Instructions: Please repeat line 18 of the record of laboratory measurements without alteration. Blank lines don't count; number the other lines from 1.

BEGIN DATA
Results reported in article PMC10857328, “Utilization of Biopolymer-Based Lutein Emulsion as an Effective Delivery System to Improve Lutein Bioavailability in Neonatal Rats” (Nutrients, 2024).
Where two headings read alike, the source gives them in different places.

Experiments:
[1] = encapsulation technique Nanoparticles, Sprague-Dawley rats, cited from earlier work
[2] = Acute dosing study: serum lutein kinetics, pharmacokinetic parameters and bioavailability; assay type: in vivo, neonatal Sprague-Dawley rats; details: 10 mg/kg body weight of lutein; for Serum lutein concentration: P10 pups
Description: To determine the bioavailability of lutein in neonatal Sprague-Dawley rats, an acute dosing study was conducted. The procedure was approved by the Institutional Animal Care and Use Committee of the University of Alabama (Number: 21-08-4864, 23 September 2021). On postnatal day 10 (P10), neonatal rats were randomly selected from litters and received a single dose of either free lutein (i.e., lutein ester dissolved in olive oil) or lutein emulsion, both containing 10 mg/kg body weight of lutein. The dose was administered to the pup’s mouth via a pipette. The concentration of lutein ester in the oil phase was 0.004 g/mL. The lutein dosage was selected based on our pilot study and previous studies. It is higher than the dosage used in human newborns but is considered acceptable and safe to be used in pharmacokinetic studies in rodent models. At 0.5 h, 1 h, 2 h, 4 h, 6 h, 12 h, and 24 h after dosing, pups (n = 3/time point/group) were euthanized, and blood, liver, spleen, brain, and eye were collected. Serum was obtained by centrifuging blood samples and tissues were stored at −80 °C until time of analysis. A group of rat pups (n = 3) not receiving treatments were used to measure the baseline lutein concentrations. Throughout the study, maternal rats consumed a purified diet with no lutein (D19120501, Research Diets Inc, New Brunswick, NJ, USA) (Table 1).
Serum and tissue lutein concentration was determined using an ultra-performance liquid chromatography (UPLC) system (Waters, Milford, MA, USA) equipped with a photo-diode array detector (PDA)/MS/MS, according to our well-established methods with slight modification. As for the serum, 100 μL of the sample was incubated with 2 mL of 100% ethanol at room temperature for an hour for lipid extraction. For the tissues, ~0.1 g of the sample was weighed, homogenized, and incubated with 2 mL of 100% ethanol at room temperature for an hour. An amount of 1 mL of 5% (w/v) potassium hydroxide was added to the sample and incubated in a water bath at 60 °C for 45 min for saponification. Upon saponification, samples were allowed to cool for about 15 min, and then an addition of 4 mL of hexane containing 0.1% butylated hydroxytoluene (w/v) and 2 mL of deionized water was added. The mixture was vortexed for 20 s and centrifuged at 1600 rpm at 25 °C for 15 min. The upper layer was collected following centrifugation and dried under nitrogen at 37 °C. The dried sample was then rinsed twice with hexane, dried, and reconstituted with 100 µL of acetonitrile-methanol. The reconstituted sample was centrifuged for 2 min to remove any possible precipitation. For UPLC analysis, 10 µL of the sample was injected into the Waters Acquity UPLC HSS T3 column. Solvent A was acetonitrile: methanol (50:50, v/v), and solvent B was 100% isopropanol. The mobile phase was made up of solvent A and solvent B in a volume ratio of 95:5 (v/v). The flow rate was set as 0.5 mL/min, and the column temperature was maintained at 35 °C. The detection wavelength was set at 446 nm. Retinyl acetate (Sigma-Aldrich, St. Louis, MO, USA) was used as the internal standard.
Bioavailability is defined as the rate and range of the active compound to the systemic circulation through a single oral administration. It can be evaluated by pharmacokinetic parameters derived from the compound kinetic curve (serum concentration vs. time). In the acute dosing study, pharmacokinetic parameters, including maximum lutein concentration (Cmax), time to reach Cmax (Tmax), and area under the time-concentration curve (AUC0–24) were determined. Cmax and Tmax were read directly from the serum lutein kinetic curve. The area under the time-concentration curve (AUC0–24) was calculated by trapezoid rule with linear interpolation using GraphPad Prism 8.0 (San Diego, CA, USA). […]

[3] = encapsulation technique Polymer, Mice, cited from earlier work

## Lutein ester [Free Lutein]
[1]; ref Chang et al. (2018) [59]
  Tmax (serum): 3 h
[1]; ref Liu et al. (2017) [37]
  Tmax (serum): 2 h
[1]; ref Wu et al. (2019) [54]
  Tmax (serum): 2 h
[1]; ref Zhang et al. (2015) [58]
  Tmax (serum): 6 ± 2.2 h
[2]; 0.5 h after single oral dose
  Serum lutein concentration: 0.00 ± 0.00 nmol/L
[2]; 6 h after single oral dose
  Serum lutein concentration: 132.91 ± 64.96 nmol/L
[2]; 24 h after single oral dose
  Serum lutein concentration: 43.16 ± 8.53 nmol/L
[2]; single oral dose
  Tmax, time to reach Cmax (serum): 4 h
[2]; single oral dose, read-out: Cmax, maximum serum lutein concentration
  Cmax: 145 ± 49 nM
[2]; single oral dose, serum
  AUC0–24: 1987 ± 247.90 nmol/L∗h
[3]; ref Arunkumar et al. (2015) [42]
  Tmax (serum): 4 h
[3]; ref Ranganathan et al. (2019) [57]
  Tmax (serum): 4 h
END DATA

  Tmax (serum): 6 ± 2.2 h